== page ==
I’m reading a great book right now. It’s called Garlic and Sapphires: the Secret Life of a Critic in Disguise. It is a wonderful example of how to write a memoir, so if you are thinking of penning one yourself, I recommend this book as an example of one done really well.
But onto the reason for this post. Garlic and Sapphires has one of the best first chapters I’ve read in a long time. From the moment I turned the page to start chapter 2, I knew I was going to love this book.
So let’s talk about first chapters. Why are they such a big deal?
They are a big deal because people have the attention span of gnats. People are impatient and don’t give things much of a chance. Your first chapter has to grip a reader or you risk your book being passed up in favor of something more dynamic.
I know, I know, by the third chapter you have really hit your stride. Haven’t we all? But I have to tell you the truth, if you didn’t hit your stride in chapter one, then by chapter three the only person still reading is your mother.
So some things to think about:
Books don’t always start where you think they do. A great book pulls you into a world that existed before you started reading and will go one long after you turn the last page. So stop worrying about the beginning of your story and start thinking about a part of the story that’s exciting, a place where readers would like to start. It’s about capturing attention. You can fill in details on the back story later (if you need to) but make the first page gripping.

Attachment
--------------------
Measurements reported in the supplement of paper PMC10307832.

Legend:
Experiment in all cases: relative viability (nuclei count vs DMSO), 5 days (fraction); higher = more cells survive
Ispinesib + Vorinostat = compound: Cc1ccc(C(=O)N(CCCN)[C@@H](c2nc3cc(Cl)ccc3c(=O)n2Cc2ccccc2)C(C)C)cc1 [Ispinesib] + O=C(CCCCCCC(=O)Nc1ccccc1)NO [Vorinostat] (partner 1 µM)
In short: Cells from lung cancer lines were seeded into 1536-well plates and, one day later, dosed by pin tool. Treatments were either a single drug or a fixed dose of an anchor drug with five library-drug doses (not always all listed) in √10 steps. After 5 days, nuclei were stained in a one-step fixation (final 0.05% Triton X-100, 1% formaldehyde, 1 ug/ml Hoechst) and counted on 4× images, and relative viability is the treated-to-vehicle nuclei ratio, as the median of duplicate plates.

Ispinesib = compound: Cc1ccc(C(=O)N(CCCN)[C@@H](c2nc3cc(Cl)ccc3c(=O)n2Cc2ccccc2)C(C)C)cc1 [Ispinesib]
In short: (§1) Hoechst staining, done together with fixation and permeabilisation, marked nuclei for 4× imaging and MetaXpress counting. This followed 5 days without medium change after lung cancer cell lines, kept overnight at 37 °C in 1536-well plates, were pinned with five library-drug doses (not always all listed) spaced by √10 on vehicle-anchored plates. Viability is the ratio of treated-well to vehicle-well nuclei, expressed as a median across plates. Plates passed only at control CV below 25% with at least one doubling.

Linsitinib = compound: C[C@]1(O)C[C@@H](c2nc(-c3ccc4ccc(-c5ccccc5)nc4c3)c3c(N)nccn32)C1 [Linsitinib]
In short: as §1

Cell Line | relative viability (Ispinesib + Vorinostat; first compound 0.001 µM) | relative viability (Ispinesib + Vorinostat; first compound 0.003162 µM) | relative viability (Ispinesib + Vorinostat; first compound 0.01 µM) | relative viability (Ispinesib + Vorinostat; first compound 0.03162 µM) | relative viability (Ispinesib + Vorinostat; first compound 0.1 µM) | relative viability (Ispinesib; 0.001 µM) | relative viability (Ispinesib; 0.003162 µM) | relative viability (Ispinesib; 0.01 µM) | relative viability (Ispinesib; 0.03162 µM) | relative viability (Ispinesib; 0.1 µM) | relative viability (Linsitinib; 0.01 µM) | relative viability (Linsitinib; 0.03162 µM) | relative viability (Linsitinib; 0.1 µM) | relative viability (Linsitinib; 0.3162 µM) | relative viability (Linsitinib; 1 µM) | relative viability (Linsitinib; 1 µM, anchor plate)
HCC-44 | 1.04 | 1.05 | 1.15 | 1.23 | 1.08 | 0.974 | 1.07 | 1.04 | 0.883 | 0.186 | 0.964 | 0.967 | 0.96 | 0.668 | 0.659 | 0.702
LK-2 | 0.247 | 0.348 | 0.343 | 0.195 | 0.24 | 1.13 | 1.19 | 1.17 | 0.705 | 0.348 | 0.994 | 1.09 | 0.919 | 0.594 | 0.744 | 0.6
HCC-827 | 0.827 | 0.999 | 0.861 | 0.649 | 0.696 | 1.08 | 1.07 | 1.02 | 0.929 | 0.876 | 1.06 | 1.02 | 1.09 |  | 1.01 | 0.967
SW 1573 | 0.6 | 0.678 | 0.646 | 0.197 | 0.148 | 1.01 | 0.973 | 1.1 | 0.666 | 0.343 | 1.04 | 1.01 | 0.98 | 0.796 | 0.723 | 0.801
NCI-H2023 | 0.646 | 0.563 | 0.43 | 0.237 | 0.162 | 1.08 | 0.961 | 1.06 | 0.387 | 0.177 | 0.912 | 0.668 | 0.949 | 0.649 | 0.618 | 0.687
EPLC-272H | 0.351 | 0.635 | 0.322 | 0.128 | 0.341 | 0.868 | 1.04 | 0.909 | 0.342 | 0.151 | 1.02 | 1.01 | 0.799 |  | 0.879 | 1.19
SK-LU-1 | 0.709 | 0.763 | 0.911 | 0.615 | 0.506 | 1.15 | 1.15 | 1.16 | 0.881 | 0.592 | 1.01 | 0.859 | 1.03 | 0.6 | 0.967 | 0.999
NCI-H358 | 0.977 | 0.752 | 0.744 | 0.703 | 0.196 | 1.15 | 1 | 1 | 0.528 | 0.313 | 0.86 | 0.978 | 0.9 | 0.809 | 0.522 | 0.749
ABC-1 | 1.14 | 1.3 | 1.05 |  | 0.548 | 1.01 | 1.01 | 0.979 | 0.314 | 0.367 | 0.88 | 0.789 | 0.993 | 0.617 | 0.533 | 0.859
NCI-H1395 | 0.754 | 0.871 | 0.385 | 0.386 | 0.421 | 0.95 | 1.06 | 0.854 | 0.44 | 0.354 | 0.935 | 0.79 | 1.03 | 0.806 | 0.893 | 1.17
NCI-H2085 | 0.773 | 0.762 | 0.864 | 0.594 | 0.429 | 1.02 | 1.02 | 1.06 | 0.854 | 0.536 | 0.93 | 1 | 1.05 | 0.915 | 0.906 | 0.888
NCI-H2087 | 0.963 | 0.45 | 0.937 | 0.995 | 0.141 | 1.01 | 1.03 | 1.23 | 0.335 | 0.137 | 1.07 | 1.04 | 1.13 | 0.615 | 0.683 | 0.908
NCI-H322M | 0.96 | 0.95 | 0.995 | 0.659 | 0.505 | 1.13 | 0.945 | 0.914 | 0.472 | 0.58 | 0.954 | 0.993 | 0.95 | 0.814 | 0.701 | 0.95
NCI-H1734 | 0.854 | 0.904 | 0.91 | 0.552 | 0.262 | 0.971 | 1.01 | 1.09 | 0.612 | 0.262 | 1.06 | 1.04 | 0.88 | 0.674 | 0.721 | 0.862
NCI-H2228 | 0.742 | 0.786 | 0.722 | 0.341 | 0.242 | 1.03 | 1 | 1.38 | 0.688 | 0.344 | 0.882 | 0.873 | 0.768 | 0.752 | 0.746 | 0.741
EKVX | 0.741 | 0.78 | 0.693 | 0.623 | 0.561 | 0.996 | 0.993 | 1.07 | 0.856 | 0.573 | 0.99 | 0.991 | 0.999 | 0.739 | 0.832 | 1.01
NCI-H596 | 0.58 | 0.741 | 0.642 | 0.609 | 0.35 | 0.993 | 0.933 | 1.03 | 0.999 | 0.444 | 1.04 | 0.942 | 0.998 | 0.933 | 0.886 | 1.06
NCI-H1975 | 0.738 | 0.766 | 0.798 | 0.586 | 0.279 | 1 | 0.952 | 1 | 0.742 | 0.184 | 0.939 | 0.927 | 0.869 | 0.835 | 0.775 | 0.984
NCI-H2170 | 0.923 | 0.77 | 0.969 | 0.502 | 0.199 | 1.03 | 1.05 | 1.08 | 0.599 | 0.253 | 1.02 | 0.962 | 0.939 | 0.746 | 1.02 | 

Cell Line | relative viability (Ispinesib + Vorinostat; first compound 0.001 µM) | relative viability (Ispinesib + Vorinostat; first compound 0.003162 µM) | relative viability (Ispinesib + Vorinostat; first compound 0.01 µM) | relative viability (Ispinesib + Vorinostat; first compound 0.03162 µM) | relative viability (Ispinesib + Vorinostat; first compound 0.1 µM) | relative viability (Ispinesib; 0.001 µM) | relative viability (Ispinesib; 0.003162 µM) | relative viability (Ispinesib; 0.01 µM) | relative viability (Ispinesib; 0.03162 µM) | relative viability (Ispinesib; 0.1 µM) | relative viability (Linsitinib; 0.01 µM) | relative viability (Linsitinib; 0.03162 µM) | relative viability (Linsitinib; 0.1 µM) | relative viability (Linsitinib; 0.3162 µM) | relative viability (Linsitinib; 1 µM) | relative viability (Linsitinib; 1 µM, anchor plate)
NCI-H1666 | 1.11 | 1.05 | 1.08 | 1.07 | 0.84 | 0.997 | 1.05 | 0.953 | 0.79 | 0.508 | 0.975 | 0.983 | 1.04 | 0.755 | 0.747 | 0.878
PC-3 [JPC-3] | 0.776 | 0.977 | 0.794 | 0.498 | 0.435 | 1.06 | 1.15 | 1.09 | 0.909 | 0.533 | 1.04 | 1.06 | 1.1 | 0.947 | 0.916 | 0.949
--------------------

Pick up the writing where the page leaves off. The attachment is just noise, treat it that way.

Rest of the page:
Set the story. Lots of people talk about being very definitive about the time and place in which the book is occurring. I agree with this and I don’t. I like to get to the end of a first chapter and have enough questions to compel me to turn that next page. I read something recently that says if the book is taking place in Vancouver, Canada tell us that in the first chapter. Hogwash, I say. You might want to do that, but you might not. If the book is set in space and as a reader I didn’t figure that out in the first chapter, then unless there is a really good reason (like the first-person narrator doesn’t realize she’s in space) then I think you’ve failed to properly set the story. On the flip side, none of the books I love start with “It was June 12, 1974, a sunny day in Vancouver, Canada.” You can start that way, I guess, but I’m hardly gripped. Set the story, but be careful of taking this direction too literally.
Get rid of junk. Sorry, but sometimes your first draft of your first chapter is just junk. Sometimes the last draft of your first chapter is junk. When I was in school, whenever I worked on a paper the very last thing I wrote was the introduction. I could never start with an introduction, I always had to back into it. I needed to know what I said before I could introduce what I was going to say. I read advice once that suggested that once you have written your entire story, throw out your first chapter. Don’t even ready it, just delete it and write a new one.
In addition to Garlic and Sapphires, two more books with great first chapters spring to mind:
Gone Tomorrow by Lee Child
The Hunger Games by Suzanne Collins
Assignment: Check out the first chapters of these three books and then look at the first chapters of your favorite books. Think about them critically as you read. Don’t read to get sucked in, read to understand the author’s technique. Then come back and tell us about another great first chapter.